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The Daily Beast: Stars Who Perform for Dictators

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Paul Robeson and the U.S.S.R.

Paul Robeson was one of several black Americans, including some of his relatives, who emigrated to the U.S.S.R. and became radical political activists. After an illustrious football career, Robeson became one of the first concert singers to popularize the performance of Negro spirituals, and appeared in several plays as well. When he first visited the Soviet Union in 1934, he was amazed by its lack of segregation. "Here, I am not a Negro but a human being for the first time in my life ... I walk in full human dignity," he said. As he became a more vocal advocate for communism, the State Department confiscated his passport and forced him to appear before Sen. Joe McCarthy's House Un-American Activities Committee. Robeson wrote glowing tributes to Joseph Stalin and died without regretting his faith in Soviet leaders.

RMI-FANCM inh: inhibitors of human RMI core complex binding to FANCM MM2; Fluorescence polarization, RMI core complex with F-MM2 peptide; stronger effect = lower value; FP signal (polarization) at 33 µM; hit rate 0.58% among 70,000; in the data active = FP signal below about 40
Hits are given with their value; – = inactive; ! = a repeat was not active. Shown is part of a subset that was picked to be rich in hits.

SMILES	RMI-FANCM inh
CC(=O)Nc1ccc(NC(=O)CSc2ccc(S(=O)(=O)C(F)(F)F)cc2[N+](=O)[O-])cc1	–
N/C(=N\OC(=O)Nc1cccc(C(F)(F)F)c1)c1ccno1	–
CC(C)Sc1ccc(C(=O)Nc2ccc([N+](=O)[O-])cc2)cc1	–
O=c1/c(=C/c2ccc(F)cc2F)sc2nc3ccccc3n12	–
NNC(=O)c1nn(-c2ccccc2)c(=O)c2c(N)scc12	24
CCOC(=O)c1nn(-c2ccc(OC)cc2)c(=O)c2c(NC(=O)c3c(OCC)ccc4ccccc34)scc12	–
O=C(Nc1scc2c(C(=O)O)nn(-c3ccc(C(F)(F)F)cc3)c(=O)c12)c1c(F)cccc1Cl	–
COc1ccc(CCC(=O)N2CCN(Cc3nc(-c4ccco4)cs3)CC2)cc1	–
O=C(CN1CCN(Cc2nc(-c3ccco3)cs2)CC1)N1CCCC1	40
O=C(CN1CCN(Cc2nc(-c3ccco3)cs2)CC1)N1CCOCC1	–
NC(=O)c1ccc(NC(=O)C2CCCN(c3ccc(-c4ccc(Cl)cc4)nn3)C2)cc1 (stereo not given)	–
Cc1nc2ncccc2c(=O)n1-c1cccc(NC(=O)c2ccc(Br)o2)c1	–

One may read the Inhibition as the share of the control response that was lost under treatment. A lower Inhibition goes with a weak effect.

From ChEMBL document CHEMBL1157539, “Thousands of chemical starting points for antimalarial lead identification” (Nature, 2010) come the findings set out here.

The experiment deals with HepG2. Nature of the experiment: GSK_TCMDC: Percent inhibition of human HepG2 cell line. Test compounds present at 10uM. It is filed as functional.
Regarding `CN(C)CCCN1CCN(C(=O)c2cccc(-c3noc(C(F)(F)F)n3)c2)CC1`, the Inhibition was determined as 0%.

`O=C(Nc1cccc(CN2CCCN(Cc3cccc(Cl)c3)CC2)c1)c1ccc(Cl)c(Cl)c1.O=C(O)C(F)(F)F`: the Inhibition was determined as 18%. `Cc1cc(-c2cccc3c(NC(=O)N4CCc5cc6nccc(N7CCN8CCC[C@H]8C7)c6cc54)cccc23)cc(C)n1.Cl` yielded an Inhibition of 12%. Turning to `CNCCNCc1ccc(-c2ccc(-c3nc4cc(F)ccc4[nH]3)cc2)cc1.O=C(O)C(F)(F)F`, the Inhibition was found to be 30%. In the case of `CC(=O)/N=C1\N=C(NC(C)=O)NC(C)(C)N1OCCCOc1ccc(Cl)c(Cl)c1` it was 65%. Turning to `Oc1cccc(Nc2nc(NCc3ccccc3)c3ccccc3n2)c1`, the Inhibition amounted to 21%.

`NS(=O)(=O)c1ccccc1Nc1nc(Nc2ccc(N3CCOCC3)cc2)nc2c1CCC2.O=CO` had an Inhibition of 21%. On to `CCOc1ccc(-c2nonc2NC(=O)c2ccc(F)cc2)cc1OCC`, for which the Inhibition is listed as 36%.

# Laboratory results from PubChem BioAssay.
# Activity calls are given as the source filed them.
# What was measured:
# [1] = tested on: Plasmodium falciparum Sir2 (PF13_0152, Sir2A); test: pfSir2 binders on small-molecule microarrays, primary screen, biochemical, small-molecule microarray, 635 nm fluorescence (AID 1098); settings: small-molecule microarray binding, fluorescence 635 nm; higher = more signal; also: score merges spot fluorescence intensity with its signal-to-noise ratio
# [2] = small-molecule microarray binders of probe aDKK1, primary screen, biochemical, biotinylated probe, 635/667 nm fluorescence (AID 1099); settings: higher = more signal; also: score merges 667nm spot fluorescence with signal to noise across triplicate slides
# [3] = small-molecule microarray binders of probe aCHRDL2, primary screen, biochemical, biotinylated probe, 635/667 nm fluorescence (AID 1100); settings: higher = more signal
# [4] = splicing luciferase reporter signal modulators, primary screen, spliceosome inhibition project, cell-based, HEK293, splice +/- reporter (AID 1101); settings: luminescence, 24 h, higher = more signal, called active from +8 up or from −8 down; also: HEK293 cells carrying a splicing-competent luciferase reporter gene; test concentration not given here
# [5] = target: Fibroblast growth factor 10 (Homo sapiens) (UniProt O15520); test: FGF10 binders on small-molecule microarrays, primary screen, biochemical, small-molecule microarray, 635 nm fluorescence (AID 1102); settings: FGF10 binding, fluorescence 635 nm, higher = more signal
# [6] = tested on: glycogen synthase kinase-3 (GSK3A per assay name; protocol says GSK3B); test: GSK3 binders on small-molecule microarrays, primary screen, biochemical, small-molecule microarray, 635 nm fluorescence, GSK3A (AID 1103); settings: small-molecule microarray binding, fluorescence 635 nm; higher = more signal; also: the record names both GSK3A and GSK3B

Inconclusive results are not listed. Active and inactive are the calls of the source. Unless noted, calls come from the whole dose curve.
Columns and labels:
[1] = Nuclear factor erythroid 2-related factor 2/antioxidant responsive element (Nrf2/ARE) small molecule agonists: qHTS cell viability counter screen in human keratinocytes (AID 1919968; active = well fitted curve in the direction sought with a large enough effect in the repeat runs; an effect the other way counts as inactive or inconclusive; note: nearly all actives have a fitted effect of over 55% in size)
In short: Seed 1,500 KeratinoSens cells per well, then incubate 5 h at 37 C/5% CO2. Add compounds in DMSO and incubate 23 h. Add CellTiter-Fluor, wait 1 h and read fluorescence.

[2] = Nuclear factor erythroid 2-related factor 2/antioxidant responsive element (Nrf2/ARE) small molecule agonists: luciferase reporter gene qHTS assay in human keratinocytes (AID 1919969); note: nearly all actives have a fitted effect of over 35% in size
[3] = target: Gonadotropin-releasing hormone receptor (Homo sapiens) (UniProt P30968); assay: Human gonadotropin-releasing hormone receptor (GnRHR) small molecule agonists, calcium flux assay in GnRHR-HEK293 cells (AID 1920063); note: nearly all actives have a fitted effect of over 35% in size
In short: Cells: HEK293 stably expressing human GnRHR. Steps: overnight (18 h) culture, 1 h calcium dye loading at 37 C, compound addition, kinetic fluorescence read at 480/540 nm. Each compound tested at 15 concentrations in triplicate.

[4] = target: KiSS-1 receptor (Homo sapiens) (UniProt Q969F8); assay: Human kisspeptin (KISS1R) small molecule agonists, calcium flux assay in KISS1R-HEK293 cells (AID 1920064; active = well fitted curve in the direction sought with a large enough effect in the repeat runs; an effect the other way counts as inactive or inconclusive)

(AP Photo/Bill Achatz)
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